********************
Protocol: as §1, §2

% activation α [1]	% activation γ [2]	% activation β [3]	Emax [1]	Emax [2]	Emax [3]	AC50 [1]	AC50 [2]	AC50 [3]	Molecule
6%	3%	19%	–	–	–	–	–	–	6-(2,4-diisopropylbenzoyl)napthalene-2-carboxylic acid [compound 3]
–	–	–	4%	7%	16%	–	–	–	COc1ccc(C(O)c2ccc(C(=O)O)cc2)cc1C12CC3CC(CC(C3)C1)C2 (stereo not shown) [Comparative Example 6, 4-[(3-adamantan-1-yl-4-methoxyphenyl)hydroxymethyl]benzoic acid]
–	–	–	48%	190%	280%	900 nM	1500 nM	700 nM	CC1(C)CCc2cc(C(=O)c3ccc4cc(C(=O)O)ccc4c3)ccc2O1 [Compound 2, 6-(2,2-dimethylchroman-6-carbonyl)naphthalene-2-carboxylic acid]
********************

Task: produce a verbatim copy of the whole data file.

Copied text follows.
Protocol: as §1, §2

% activation α [1]	% activation γ [2]	% activation β [3]	Emax [1]	Emax [2]	Emax [3]	AC50 [1]	AC50 [2]	AC50 [3]	Molecule
6%	3%	19%	–	–	–	–	–	–	6-(2,4-diisopropylbenzoyl)napthalene-2-carboxylic acid [compound 3]
–	–	–	4%	7%	16%	–	–	–	COc1ccc(C(O)c2ccc(C(=O)O)cc2)cc1C12CC3CC(CC(C3)C1)C2 (stereo not shown) [Comparative Example 6, 4-[(3-adamantan-1-yl-4-methoxyphenyl)hydroxymethyl]benzoic acid]
–	–	–	48%	190%	280%	900 nM	1500 nM	700 nM	CC1(C)CCc2cc(C(=O)c3ccc4cc(C(=O)O)ccc4c3)ccc2O1 [Compound 2, 6-(2,2-dimethylchroman-6-carbonyl)naphthalene-2-carboxylic acid]